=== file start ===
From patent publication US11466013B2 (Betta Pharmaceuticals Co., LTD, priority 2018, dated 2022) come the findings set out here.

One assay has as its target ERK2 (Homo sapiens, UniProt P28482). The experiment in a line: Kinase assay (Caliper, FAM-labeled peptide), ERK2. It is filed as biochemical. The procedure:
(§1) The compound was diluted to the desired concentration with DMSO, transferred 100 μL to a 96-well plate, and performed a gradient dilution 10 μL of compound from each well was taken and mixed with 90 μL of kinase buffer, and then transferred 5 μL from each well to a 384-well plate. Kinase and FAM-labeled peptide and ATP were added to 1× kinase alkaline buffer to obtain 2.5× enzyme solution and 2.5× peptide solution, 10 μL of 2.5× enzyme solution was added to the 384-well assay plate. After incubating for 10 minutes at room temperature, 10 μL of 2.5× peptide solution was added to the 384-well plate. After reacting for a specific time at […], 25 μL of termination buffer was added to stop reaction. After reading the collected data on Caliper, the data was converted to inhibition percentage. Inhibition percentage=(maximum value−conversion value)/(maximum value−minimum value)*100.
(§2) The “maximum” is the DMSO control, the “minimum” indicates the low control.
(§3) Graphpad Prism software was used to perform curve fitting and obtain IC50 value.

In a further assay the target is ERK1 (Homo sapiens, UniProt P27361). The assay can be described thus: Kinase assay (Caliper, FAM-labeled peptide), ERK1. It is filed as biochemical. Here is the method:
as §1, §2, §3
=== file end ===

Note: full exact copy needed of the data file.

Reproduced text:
From patent publication US11466013B2 (Betta Pharmaceuticals Co., LTD, priority 2018, dated 2022) come the findings set out here.

One assay has as its target ERK2 (Homo sapiens, UniProt P28482). The experiment in a line: Kinase assay (Caliper, FAM-labeled peptide), ERK2. It is filed as biochemical. The procedure:
(§1) The compound was diluted to the desired concentration with DMSO, transferred 100 μL to a 96-well plate, and performed a gradient dilution 10 μL of compound from each well was taken and mixed with 90 μL of kinase buffer, and then transferred 5 μL from each well to a 384-well plate. Kinase and FAM-labeled peptide and ATP were added to 1× kinase alkaline buffer to obtain 2.5× enzyme solution and 2.5× peptide solution, 10 μL of 2.5× enzyme solution was added to the 384-well assay plate. After incubating for 10 minutes at room temperature, 10 μL of 2.5× peptide solution was added to the 384-well plate. After reacting for a specific time at […], 25 μL of termination buffer was added to stop reaction. After reading the collected data on Caliper, the data was converted to inhibition percentage. Inhibition percentage=(maximum value−conversion value)/(maximum value−minimum value)*100.
(§2) The “maximum” is the DMSO control, the “minimum” indicates the low control.
(§3) Graphpad Prism software was used to perform curve fitting and obtain IC50 value.

In a further assay the target is ERK1 (Homo sapiens, UniProt P27361). The assay can be described thus: Kinase assay (Caliper, FAM-labeled peptide), ERK1. It is filed as biochemical. Here is the method:
as §1, §2, §3